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Discussion Starter · #1 ·
My current ride is an xc bike but I want to elevate my weekend riding to an agressive AM bike. I narrowed down my option between the Nomad & the RFX. your thoughts on the overall performance of these bikes...:confused: :idea:
 

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TURNER RFX You really can't go wrong with either bike. I have a 5 spot with a DHXC and a Zoke Z1 and couldn't be happier with it. It's perfectly happy with long ass climbs and bombs like a big trail bike without the weight. Both those bikes are great climbers. They also feel alot different so ride both if you can. I've ridden both and like the feel of the RFX, that's no surprise however cuz I'm not a big fan of VPP bikes. If I was looking at an RFX I would also be checking out the Ventanas. BTW go with the coil on either bike.
 

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Discussion Starter · #3 ·
Nomad or Turner RFX

6 SPOT said:
TURNER RFX You really can't go wrong with either bike. I have a 5 spot with a DHXC and a Zoke Z1 and couldn't be happier with it. It's perfectly happy with long ass climbs and bombs like a big trail bike without the weight. Both those bikes are great climbers. They also feel alot different so ride both if you can. I've ridden both and like the feel of the RFX, that's no surprise however cuz I'm not a big fan of VPP bikes. If I was looking at an RFX I would also be checking out the Ventanas. BTW go with the coil on either bike.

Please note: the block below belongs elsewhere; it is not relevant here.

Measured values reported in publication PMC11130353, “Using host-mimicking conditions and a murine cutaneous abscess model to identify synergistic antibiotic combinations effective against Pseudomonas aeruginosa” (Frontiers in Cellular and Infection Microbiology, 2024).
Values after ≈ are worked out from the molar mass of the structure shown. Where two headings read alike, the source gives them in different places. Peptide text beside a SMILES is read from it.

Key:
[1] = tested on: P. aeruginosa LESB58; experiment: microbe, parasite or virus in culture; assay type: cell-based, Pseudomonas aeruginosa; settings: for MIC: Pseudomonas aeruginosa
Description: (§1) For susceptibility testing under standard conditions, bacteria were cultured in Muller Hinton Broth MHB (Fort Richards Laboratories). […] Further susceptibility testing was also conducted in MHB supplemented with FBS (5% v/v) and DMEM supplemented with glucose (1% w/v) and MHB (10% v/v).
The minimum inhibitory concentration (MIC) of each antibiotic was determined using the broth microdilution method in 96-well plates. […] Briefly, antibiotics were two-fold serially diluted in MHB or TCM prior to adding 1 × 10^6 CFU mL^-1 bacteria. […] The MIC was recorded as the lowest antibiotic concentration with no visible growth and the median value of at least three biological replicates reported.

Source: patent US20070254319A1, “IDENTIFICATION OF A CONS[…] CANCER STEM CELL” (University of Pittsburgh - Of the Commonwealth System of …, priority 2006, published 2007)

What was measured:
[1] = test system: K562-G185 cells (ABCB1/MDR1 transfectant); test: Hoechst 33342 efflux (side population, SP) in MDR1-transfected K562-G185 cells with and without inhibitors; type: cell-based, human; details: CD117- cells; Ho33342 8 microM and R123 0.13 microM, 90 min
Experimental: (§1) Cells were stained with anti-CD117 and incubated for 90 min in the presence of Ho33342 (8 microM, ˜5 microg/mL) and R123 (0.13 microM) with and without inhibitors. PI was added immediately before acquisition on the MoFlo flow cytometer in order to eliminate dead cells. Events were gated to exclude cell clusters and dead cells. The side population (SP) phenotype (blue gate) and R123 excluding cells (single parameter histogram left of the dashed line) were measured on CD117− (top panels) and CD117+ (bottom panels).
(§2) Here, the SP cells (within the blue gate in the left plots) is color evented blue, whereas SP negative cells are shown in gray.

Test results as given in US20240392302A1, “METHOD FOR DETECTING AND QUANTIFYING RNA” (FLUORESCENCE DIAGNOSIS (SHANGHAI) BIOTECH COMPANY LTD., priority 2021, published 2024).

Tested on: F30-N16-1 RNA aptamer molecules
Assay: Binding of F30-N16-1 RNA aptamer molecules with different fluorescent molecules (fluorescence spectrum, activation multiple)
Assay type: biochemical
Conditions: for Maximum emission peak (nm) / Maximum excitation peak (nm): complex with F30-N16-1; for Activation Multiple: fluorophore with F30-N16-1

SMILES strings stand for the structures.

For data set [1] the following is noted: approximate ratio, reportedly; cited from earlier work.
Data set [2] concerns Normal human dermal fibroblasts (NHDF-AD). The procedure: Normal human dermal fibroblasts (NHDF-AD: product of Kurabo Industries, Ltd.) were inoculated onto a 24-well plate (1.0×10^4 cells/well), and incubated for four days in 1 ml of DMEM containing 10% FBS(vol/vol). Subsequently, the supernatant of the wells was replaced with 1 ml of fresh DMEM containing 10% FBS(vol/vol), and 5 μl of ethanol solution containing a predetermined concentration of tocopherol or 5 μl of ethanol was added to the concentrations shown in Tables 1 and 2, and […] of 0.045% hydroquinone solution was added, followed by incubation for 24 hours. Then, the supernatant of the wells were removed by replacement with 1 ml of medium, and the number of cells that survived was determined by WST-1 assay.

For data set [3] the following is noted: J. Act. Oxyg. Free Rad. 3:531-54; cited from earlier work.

Thanks for the tip 6 SPOT. I'm inclined to get the frame with the dhx air for weight reason. :)
 

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Gambit said:
Thanks for the tip 6 SPOT. I'm inclined to get the frame with the dhx air for weight reason. :)